In the aftermath of Hurricane Katrina, the Federal Emergency Management Agency signed a $25,000-per-month lease with the city to use 453-acres at the Hope Municipal Airport as a staging area for trailers.
But 16 months later, about 12,000 travel trailers and 8,300 mobile homes still sit at the airport in this town of 10,467 residents. Many of them were never used by the victims of Hurricane Katrina or other emergency.
Now, FEMA is putting up the thousands of trailers for sale at auction, saying they are too damaged to be repaired and put back into service. The travel trailers will be sold "as-is," and most include the appliances and furniture inside.
"Obviously, as these trailers come back, our sites are getting full around the country," says Deborah Wing, a FEMA spokeswoman in Washington. "We need to auction off those we no longer have a use for."
FEMA will use the 8,300 mass-produced mobile homes on the northwest side of Hope Municipal Airport for future disasters, said Jerry Hall, FEMA's site manager in Hope.
But that still leaves the travel trailers in Hope - and 46,000 nationwide - that need to be sold. And those numbers are only increasing as more and more trailers are returned to the government.
Additionally, FEMA has so many trailers in Arkansas and other states that selling all of the units at once could bankrupt the nation's travel-trailer industry, Wing said.
"We don't want to flood the market," she says. "We're well aware of the economic effects selling these trailers could have."
Already, the government has auctioned 1,700 travel trailers and sold 900 mobile homes in previous auctions. The trailers were auctioned in batches of 300 through the General Service Administration's Web site.
Wing said FEMA trailers normally sell for about $5,500 on average, or about a quarter of the price the government paid for them after the 2005 storm. Most have something wrong with them, like stained carpets or missing batteries and propane tanks, as well. Only trailers requiring $1,500 or more in repairs are on the auction block, FEMA said.
In addition to the physical flaws, the Sierra Club's Mississippi chapter found that some of the trailers also had formaldehyde levels that exceeded those recommended by the Occupational Safety and Health Administration.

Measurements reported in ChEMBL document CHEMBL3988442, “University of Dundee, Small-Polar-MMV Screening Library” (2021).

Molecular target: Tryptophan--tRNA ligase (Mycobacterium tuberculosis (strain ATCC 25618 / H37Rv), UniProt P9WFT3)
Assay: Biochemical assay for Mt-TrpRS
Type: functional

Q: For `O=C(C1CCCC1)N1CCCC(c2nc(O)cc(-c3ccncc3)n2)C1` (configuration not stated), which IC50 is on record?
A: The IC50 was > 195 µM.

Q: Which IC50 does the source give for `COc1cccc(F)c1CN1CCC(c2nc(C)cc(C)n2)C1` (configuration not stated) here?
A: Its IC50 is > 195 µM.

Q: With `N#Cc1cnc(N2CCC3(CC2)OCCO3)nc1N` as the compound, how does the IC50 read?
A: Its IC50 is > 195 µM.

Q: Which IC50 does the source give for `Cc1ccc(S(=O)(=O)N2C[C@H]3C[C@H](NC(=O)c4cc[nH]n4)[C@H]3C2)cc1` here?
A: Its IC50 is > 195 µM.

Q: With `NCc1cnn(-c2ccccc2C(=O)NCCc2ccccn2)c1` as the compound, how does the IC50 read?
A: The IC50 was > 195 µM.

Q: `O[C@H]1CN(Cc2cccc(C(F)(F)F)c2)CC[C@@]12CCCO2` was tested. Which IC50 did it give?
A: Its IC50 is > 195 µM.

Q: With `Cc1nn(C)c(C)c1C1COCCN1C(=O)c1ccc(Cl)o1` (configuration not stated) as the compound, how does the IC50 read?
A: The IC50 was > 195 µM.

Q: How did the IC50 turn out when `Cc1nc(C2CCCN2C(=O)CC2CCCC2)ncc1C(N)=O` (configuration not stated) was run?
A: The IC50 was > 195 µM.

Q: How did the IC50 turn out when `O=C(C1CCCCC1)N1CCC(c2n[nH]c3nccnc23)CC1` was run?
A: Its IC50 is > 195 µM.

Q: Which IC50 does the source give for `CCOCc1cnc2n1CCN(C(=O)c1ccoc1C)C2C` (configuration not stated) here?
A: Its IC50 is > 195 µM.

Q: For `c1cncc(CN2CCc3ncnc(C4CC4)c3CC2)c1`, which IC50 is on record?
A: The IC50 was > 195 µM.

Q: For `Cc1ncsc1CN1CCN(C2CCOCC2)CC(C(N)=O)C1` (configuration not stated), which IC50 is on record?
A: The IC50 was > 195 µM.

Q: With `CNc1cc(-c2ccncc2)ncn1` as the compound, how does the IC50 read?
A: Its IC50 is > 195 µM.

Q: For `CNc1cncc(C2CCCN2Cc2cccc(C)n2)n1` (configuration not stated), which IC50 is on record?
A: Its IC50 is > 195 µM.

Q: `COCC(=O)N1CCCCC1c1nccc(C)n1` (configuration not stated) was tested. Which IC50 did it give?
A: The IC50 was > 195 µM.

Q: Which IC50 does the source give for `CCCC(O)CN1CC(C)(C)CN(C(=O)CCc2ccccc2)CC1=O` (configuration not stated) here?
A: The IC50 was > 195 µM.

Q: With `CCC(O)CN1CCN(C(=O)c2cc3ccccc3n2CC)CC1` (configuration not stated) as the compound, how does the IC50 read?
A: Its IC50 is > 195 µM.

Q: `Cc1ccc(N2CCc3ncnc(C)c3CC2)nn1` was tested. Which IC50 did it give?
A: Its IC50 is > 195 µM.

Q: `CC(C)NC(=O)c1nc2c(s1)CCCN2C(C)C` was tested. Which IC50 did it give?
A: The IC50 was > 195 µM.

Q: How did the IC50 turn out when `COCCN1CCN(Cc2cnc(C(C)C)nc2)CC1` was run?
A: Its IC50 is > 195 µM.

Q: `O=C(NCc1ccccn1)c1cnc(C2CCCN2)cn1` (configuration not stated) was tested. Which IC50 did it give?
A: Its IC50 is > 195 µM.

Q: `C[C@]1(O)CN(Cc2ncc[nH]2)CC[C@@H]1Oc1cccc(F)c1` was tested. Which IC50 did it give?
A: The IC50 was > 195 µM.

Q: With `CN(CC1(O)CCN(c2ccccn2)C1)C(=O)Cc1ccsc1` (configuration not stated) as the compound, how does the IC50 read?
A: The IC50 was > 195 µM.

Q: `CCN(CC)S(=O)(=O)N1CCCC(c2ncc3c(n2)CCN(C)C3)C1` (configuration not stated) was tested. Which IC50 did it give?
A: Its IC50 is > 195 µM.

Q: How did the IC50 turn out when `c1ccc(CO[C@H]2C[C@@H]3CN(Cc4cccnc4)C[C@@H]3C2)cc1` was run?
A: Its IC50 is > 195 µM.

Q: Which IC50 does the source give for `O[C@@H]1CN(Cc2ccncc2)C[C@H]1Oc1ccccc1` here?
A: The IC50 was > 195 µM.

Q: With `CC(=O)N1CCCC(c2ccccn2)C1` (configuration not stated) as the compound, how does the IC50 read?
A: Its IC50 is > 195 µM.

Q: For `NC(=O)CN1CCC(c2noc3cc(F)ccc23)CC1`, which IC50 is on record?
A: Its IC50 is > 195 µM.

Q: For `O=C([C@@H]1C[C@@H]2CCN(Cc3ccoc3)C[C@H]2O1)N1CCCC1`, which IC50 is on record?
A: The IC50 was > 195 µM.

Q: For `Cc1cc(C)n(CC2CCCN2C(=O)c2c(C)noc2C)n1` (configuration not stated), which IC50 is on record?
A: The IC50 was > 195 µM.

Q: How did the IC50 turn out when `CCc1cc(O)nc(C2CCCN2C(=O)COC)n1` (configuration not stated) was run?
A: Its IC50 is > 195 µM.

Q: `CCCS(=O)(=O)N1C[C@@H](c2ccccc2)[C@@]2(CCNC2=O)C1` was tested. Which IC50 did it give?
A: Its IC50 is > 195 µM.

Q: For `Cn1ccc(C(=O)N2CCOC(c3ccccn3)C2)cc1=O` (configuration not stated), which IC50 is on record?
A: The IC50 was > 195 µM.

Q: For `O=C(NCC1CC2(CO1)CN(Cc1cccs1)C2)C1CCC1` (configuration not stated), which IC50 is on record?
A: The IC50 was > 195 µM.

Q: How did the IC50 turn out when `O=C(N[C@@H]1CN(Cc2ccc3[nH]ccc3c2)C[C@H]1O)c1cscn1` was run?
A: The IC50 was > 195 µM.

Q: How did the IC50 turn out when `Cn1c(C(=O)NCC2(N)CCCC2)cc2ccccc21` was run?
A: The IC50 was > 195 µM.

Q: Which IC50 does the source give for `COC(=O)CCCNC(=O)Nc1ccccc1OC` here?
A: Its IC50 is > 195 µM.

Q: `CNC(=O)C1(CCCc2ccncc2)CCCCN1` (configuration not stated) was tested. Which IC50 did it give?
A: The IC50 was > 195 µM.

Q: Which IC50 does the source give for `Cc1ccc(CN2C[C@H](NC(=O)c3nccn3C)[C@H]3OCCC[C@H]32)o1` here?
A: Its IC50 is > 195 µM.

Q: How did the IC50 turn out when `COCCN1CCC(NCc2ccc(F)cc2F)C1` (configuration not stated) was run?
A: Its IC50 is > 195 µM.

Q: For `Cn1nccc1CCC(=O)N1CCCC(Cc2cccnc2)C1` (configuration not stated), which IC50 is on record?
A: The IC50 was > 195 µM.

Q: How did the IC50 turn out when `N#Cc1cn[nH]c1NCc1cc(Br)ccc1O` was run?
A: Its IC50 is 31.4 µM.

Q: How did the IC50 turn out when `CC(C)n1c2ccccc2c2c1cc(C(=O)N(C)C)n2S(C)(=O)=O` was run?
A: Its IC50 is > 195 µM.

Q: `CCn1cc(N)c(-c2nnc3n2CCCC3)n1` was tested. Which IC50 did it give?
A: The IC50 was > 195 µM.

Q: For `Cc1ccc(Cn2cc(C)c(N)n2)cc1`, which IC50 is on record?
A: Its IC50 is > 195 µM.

Found in wood and glues in travel trailers, the colorless gas can cause eye irritation and headaches. In excessive levels, formaldehyde can be toxic.
Last August, the Environmental Protection Agency began to test air quality in FEMA trailers, and though the test results aren't available, FEMA has advised people living in travel trailers to increase ventilation, keep inside temperatures cool and lower humidity levels.
Hall said some of the travel trailers being auctioned off are "Plain Jane" trailers, or mass-produced trailers that all use the same parts and are easy to repair and reuse, while most are the high-end consumer models purchased from trailer lots at retail prices.
He said FEMA distributes the plain trailers after emergencies, but Hurricane Katrina forced the agency to purchase any kind of trailers available, including luxury travel trailers with surround-sound audio systems and slide-out compartments that create a larger living space when parked.
Many times one family received a Plain Jane model while their neighbor was given a $20,000 unit with the stickers still attached, Hall said. Hurricane victims repeatedly called FEMA with requests for an upgrade, he said.
For more information go to: GSA Auctions
Information from: The Commercial Appeal, http://www.commercialappeal.com
(Copyright 2007 by The Associated Press. All Rights Reserved.)